|Quoting FriendlySkies (reply 6):|
So if this thing can fly LHR-SYD both ways, anyone see QF or BA ordering a few?
|Quoting WhiteHatter (reply 16):|
The real action with this derivative is going to be in the freight world. There are so many applications for a 772LRF which can be listed, or even the 772F detanked version with higher payloads
|Quoting Vulindlela744 (reply 19):|
Neither a/c can do Toronto-Delhi because they are not allowed to fly over the Himilayas.
|Quoting FedExA380 (reply 20):|
.. but I would say it is a very safe bet that FedEx will NOT be ordering any 772LR
|Quoting N1120A (reply 10):|
>So if this thing can fly LHR-SYD both ways, anyone see QF or BA ordering a few?<
It can't. In can only go one way non-stop, and even that would take a restriction. Going SYD-LHR would require the plane be about half full of passengers, with no cargo.
|Quoting ConcordeBoy (reply 4):|
It split R&D costs with the 773ER; so theoretically, no more can be sold yet the costs could still be recovered.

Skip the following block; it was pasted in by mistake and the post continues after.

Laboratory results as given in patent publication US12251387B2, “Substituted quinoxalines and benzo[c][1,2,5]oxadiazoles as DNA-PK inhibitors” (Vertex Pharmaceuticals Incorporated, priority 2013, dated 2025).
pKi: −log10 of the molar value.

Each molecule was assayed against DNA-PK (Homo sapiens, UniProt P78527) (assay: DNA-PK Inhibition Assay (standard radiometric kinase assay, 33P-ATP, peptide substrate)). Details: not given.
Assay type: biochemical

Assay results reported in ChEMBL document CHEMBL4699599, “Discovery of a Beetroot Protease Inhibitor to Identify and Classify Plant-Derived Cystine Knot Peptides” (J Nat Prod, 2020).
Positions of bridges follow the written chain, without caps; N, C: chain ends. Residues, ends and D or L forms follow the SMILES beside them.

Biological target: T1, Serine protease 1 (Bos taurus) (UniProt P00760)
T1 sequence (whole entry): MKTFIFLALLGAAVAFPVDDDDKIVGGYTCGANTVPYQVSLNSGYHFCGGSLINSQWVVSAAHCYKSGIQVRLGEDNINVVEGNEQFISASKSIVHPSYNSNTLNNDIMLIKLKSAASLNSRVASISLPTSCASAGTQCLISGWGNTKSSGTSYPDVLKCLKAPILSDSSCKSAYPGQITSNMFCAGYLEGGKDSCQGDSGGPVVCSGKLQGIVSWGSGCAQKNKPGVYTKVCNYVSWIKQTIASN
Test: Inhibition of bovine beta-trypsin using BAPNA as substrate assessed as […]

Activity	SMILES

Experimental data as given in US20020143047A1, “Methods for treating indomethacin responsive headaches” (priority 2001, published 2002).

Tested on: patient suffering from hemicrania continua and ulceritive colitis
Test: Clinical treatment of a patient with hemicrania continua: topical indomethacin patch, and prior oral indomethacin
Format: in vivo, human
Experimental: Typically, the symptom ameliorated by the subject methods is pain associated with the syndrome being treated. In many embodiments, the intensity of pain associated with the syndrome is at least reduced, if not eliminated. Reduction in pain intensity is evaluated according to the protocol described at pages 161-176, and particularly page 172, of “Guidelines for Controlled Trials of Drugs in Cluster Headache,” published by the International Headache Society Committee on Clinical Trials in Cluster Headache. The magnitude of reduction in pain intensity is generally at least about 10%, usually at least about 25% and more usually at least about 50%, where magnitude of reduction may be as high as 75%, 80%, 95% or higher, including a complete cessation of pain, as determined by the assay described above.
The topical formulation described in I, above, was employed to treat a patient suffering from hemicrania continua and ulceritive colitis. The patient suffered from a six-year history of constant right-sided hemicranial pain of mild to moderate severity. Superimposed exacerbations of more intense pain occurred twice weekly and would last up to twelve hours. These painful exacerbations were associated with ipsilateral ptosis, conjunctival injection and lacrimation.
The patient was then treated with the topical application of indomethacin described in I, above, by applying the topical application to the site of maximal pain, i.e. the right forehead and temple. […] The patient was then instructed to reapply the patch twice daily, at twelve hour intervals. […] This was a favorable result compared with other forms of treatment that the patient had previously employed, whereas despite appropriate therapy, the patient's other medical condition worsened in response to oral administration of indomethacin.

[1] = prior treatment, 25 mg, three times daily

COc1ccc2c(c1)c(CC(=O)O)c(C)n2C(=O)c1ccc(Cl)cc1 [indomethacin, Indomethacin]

|Quoting Leelaw (reply 27):|
Under GAAP, R & D expenses are always expensed as incurred and are never matched with specific revenues, as R & D activities may never bear any fruit. However, no competent cost accountant or financial analyst would ever employ the method suggested to calculate the breakeven point, payback, IRR, ROI, etc.(the standard metrics of financial performance), of a specific product.
|Quoting ConcordeBoy (reply 29):|
..pretty as it is petty. While true that both aircraft technically maintained separate accounting for development/ROI (particularly made evident from the 2001 freeze, hence the "theoretically")-- your fundamental overview of 'general practices' fails to take into account both Boeing and GE's own admittance that the aggregate development (not production) costs were so intertwined such that either benefits from the success of the other.
If I am not mistaken AC is looking at a mix of 772LR and 773ERs